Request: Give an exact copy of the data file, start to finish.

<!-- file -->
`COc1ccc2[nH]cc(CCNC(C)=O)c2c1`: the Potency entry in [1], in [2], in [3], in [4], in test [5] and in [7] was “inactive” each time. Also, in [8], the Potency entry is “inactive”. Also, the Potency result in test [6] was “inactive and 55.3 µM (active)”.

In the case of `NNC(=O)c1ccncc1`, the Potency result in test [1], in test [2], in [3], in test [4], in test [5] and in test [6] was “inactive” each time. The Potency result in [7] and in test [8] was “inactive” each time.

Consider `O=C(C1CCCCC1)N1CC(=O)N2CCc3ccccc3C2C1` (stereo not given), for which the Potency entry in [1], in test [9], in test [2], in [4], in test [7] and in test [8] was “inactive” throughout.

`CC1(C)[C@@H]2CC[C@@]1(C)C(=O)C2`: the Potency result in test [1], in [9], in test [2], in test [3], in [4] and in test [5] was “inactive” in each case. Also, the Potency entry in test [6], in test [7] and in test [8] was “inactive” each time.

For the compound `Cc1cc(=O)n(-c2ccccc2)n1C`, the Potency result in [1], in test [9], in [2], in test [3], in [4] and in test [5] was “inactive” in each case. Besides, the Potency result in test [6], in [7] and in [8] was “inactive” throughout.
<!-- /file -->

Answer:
`COc1ccc2[nH]cc(CCNC(C)=O)c2c1`: the Potency entry in [1], in [2], in [3], in [4], in test [5] and in [7] was “inactive” each time. Also, in [8], the Potency entry is “inactive”. Also, the Potency result in test [6] was “inactive and 55.3 µM (active)”.

In the case of `NNC(=O)c1ccncc1`, the Potency result in test [1], in test [2], in [3], in test [4], in test [5] and in test [6] was “inactive” each time. The Potency result in [7] and in test [8] was “inactive” each time.

Consider `O=C(C1CCCCC1)N1CC(=O)N2CCc3ccccc3C2C1` (stereo not given), for which the Potency entry in [1], in test [9], in test [2], in [4], in test [7] and in test [8] was “inactive” throughout.

`CC1(C)[C@@H]2CC[C@@]1(C)C(=O)C2`: the Potency result in test [1], in [9], in test [2], in test [3], in [4] and in test [5] was “inactive” in each case. Also, the Potency entry in test [6], in test [7] and in test [8] was “inactive” each time.

For the compound `Cc1cc(=O)n(-c2ccccc2)n1C`, the Potency result in [1], in test [9], in [2], in test [3], in [4] and in test [5] was “inactive” in each case. Besides, the Potency result in test [6], in [7] and in [8] was “inactive” throughout.